The newest ruse called “smishing” is a variation of phishing where cyber thugs use SMS text messaging to target mobile banking customers. Several articles suggest that we are in the early stages of mobile threats and that cyber criminals are still figuring out the best way to gain access to your personal information via cell phone.
Malware, which is short for malicious software, is still the most pervasive fraud out there and can attack any computer through e-mail or poisoned Web downloads. This is how criminals take control of your computer and ultimately your finances.
Obviously, mobile banking is becoming more and more common. Criminals know this and will become very efficient at digging for your information. Please make sure you and your friends are aware of this situation and if you receive a text that says it’s from your bank and to call the 1-800 number, go to your bank’s website to get the contact info, don’t just call the number provided in the text… You might get “smished”. Your bank will never text you for the purpose of soliciting information.
Guest Blog by Tim M
I can’t believe there are less than two months until Christmas. I’ve been trying to come up with ways to save some money this holiday season, so I’ve been doing a little research online. I ran across an article yesterday that listed 19 gift ideas that would save you money. It sounds like your typical holiday shopping guide, but it’s not quite that simple. Each gift on the list will supposedly save the receiver money as well.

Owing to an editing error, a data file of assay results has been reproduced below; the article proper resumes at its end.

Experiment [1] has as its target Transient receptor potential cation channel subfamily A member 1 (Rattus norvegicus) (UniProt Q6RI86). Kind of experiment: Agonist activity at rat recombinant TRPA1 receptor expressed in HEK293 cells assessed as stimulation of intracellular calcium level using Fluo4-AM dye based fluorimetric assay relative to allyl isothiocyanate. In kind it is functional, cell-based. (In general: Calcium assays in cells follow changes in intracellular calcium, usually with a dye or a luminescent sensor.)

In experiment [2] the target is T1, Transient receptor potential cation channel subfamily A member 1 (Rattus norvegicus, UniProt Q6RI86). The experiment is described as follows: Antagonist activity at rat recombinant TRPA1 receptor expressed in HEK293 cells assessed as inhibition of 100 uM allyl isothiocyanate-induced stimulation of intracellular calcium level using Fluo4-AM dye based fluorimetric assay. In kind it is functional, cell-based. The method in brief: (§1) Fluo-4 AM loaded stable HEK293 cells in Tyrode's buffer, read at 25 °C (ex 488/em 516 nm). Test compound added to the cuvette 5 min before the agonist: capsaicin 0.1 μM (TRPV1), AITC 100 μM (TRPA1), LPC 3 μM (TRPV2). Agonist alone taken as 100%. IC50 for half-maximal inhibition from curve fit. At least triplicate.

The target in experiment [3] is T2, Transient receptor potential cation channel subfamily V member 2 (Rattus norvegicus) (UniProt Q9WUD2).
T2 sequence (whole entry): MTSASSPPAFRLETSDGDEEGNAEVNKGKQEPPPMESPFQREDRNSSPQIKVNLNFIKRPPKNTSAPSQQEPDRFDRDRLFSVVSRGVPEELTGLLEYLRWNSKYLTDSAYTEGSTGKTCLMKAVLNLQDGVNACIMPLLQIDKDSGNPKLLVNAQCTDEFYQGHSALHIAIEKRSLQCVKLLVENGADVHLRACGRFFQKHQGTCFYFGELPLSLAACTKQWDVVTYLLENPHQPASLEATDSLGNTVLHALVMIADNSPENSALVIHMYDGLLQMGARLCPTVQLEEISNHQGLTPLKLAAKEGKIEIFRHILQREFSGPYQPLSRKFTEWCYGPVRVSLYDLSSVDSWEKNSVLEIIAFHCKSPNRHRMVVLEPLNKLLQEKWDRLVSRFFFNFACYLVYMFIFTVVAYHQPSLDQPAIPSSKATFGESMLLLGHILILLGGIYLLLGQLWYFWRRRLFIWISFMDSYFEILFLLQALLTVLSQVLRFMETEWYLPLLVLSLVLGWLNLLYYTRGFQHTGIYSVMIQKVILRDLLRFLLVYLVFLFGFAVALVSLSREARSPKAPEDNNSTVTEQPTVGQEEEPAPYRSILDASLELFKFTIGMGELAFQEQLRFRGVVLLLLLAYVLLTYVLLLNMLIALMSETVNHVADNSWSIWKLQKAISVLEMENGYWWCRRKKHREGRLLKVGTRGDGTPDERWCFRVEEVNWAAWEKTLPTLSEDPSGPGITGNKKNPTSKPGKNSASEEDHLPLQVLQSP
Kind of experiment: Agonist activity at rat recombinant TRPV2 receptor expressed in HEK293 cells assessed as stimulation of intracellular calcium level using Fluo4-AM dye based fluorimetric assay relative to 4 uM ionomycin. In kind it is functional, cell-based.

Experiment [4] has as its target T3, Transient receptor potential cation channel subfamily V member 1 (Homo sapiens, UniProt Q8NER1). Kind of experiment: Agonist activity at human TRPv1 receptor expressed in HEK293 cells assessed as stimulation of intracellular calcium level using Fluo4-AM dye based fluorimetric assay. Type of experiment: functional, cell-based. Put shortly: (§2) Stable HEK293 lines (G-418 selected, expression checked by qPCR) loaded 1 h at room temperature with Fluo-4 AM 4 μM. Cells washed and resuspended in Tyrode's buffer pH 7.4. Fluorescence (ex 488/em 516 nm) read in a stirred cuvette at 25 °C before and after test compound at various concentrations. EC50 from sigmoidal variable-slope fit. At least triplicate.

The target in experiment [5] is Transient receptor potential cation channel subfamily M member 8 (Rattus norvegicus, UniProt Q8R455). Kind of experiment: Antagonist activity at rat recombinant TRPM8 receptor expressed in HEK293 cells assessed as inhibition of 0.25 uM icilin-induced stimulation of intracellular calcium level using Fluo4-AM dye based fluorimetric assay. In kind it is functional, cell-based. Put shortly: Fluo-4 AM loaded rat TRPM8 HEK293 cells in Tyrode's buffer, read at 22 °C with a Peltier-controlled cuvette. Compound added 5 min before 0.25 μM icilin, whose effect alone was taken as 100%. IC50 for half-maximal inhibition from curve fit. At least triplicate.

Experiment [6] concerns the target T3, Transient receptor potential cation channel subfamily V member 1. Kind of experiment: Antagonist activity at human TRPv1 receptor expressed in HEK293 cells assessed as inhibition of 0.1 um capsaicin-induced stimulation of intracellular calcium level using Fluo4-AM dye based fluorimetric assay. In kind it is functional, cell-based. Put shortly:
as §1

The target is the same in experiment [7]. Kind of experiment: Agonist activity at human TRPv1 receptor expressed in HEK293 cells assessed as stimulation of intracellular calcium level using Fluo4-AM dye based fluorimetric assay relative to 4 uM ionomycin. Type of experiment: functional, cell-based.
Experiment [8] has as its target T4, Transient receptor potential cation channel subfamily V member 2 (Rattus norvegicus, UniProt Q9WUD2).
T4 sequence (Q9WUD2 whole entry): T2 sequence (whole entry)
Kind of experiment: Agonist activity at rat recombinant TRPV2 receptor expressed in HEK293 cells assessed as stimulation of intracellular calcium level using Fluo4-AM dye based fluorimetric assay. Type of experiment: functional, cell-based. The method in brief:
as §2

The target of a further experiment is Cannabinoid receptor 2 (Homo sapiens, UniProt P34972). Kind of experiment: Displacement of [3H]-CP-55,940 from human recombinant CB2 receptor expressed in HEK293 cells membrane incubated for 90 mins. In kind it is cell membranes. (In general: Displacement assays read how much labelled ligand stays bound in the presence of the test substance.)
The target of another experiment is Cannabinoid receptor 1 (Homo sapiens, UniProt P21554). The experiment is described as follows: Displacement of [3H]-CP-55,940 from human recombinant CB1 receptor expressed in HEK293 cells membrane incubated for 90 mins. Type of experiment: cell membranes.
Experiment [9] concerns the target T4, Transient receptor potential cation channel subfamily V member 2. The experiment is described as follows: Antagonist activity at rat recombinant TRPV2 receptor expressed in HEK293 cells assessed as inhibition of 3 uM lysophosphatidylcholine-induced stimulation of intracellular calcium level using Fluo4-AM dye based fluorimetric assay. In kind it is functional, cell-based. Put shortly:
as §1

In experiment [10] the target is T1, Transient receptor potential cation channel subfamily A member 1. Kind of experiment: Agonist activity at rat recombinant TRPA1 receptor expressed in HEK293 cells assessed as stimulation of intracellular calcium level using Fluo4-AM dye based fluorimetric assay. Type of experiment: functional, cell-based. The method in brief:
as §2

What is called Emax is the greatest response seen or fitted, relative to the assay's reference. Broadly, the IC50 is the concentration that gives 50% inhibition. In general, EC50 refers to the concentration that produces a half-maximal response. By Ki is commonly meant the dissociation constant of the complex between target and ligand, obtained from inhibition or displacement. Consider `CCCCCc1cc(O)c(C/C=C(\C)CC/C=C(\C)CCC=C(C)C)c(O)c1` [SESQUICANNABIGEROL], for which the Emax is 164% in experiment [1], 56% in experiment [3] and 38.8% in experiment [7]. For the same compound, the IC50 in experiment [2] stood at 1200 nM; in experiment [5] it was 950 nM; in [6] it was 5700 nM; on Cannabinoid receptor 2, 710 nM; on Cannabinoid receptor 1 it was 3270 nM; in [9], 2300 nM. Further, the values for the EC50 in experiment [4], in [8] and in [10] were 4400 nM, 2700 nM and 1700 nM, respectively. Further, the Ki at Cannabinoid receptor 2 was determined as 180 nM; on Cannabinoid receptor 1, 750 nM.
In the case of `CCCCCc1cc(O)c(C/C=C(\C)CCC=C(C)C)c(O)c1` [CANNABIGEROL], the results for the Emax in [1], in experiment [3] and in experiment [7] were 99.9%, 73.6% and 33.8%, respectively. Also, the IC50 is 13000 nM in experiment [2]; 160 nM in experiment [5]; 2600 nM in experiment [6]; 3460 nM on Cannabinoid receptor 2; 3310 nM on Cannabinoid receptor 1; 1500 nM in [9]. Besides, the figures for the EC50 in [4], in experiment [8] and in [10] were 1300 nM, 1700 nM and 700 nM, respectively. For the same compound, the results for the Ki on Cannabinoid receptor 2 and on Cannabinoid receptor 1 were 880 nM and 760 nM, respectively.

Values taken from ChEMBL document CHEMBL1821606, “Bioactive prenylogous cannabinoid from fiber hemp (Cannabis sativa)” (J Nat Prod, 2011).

As I went through the list of ideas I had to laugh. In my opinion, several items on the list would make terrible gifts! So, in order to be fair, I polled my coworkers and we decided which items would actually be good gifts to give to friends and family. Here’s what we came up with:
- CFL Light Bulbs or LED Light Bulbs – good for the environment, and they last forever!
- Newspaper Subscription – coupons and news about great deals!
- A Coupon Book – I hope the reasoning behind this one is obvious.
- Candles – can be used for light during late-night storms and smell great.
- Gas Card – probably the best idea ever… I will say no more.
- Metal Water Bottle – use, reuse, repeat.
- Water Filter – paired with a metal water bottle you could save someone hundreds of dollars!
- Crockpot & Recipes – yum, yum and yum. I had Crockpot roast just yesterday.